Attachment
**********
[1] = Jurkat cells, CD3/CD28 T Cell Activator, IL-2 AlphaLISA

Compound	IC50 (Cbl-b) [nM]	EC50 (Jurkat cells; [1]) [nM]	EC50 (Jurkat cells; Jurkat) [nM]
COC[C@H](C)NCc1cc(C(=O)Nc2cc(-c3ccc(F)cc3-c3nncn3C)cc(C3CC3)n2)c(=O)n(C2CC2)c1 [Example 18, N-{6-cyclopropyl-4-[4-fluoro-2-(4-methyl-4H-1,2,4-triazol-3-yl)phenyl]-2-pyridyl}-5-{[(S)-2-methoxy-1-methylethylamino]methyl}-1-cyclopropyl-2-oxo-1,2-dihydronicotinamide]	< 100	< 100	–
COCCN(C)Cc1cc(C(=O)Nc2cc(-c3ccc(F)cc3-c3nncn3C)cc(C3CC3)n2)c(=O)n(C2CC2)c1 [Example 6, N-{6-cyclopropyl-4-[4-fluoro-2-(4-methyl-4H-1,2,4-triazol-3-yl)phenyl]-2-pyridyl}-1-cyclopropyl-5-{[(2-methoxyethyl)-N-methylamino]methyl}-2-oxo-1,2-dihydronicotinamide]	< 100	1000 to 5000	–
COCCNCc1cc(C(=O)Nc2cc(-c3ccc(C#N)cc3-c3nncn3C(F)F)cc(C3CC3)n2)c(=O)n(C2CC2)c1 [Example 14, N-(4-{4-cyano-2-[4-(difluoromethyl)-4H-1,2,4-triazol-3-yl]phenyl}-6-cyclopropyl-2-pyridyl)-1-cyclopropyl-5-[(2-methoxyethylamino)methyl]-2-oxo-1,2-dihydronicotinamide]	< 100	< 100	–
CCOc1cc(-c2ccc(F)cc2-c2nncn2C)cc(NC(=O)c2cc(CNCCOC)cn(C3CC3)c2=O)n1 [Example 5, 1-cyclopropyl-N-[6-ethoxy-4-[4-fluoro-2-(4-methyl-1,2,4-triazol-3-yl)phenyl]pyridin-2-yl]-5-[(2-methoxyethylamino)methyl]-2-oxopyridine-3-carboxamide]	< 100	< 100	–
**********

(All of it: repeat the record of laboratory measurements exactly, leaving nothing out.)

[1] = Jurkat cells, CD3/CD28 T Cell Activator, IL-2 AlphaLISA

Compound	IC50 (Cbl-b) [nM]	EC50 (Jurkat cells; [1]) [nM]	EC50 (Jurkat cells; Jurkat) [nM]
COC[C@H](C)NCc1cc(C(=O)Nc2cc(-c3ccc(F)cc3-c3nncn3C)cc(C3CC3)n2)c(=O)n(C2CC2)c1 [Example 18, N-{6-cyclopropyl-4-[4-fluoro-2-(4-methyl-4H-1,2,4-triazol-3-yl)phenyl]-2-pyridyl}-5-{[(S)-2-methoxy-1-methylethylamino]methyl}-1-cyclopropyl-2-oxo-1,2-dihydronicotinamide]	< 100	< 100	–
COCCN(C)Cc1cc(C(=O)Nc2cc(-c3ccc(F)cc3-c3nncn3C)cc(C3CC3)n2)c(=O)n(C2CC2)c1 [Example 6, N-{6-cyclopropyl-4-[4-fluoro-2-(4-methyl-4H-1,2,4-triazol-3-yl)phenyl]-2-pyridyl}-1-cyclopropyl-5-{[(2-methoxyethyl)-N-methylamino]methyl}-2-oxo-1,2-dihydronicotinamide]	< 100	1000 to 5000	–
COCCNCc1cc(C(=O)Nc2cc(-c3ccc(C#N)cc3-c3nncn3C(F)F)cc(C3CC3)n2)c(=O)n(C2CC2)c1 [Example 14, N-(4-{4-cyano-2-[4-(difluoromethyl)-4H-1,2,4-triazol-3-yl]phenyl}-6-cyclopropyl-2-pyridyl)-1-cyclopropyl-5-[(2-methoxyethylamino)methyl]-2-oxo-1,2-dihydronicotinamide]	< 100	< 100	–
CCOc1cc(-c2ccc(F)cc2-c2nncn2C)cc(NC(=O)c2cc(CNCCOC)cn(C3CC3)c2=O)n1 [Example 5, 1-cyclopropyl-N-[6-ethoxy-4-[4-fluoro-2-(4-methyl-1,2,4-triazol-3-yl)phenyl]pyridin-2-yl]-5-[(2-methoxyethylamino)methyl]-2-oxopyridine-3-carboxamide]	< 100	< 100	–